Ecosystem structure along bioclimatic gradients in Hawai'i from imaging spectroscopy

Gregory P. Asner, Andrew J. Elmore, R. Flint Hughes, Amanda S. Warner, Peter M. Vitousek

Research output: Contribution to journalArticlepeer-review

54 Scopus citations


The Hawaiian Islands contain more than two-thirds of the life zones delineated by Holdridge, L.R., 1947. Determination of world plant formations from simple climate data. Science, 105, 367-368, and is thus an ideal testing ground for remote sensing studies of ecosystem function and structure. We tested the generality of imaging spectroscopy with "tied" red-edge and shortwave-infrared (RE-SWIR2) spectral mixture modeling for automated analysis of the lateral distribution of plant tissues and bare substrate across diverse bioclimatic gradients in Hawai'i. Unique quantities of the fractional cover of photosynthetic and non-photosynthetic vegetation (PV, NPV) and bare substrate identified fundamental differences in ecosystem structure across life zones. There was a ∼20-fold increase in fractional PV cover with a 10-fold increase in mean annual precipitation (≤ 250-2000 mm year- 1). This rate of increase diminished from 2000 to 3000 mm year- 1 of rainfall, suggesting that photosynthetic canopy cover may be limited by water saturation at 3000 mm year- 1. The amount of exposed surface senescent material (NPV) remained nearly constant at ∼50% in ecosystems with a mean annual precipitation < 1500 mm year- 1. Thereafter, NPV steadily declined to a minimum of ∼20% at 3000 mm year- 1 of rainfall. Bare substrate fractions were highest (∼50%) at precipitation levels < 750 mm year- 1, then declined to < 20% in the 750-1000 mm year - 1 zones. The combination of low bare substrate and high NPV cover in the 750-1000 mm year- 1 rainfall zones identified these areas as high fire risk. Remotely sensed fractional cover of PV + NPV was poorly correlated with canopy leaf area index (LAI), showing the uniqueness of the lateral structural measurement afforded by automated RE-SWIR2 spectroscopy approaches. The results indicate the accuracy, precision and applicability of imaging spectroscopy for ecological research across a wide range of bioclimatic conditions.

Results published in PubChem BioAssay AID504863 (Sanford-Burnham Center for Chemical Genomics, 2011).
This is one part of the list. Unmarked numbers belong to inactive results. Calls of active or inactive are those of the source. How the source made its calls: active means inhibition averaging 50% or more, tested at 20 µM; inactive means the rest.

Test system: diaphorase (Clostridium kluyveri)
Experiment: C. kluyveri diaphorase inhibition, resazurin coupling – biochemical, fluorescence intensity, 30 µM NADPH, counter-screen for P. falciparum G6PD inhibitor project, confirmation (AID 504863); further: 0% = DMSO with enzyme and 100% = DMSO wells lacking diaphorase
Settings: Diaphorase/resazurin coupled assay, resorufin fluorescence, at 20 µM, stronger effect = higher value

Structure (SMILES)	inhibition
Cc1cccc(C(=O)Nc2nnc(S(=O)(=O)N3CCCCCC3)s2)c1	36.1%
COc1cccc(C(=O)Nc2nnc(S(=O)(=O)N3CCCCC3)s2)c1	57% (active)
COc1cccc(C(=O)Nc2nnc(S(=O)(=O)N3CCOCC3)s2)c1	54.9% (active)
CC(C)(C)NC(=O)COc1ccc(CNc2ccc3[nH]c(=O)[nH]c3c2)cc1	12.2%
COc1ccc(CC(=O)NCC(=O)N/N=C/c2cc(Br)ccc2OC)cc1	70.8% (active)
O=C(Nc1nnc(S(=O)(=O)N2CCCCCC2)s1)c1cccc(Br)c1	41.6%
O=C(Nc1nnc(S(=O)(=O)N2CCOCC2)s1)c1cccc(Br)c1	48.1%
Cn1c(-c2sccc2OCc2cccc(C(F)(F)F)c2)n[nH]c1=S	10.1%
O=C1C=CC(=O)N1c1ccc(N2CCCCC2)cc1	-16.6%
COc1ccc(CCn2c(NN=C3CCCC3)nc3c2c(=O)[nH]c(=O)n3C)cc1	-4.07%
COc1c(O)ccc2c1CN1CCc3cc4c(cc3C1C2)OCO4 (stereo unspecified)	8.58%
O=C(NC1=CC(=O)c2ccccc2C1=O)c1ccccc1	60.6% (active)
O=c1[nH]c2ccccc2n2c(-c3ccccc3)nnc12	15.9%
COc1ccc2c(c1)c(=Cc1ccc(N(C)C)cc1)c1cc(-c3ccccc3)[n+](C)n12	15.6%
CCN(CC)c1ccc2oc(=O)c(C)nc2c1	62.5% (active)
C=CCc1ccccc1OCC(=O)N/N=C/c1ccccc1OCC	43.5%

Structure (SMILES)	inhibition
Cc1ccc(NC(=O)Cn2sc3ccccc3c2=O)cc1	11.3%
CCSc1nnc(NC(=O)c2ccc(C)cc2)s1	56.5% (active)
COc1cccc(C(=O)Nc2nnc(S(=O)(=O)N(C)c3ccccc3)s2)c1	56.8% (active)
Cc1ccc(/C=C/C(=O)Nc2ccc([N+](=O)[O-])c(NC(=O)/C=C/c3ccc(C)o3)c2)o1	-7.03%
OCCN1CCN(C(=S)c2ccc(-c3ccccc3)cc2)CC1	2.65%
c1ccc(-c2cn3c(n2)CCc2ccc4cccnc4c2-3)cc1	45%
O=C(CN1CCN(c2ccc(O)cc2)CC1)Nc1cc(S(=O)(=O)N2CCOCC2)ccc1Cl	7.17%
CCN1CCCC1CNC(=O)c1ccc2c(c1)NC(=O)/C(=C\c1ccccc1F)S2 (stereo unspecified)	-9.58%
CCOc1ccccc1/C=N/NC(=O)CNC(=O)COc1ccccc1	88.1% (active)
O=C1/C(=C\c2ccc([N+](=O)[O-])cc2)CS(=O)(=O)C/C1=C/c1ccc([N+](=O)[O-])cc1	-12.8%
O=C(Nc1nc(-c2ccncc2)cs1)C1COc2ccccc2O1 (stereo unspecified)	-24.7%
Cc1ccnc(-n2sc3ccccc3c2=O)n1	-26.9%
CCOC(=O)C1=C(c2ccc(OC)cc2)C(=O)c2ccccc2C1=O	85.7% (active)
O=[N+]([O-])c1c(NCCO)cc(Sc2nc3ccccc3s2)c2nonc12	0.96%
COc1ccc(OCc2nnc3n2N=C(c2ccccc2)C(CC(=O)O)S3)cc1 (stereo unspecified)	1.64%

Original languageEnglish (US)
Pages (from-to)497-508
Number of pages12
JournalRemote Sensing of Environment
Issue number3-4
StatePublished - Jun 30 2005
Externally publishedYes


  • Hyperspectral
  • Non-photosynthetic vegetation
  • Remote sensing
  • SWIR
  • Shortwave-infrared radiation
  • Spectral mixture analysis

ASJC Scopus subject areas

  • Soil Science
  • Geology
  • Computers in Earth Sciences


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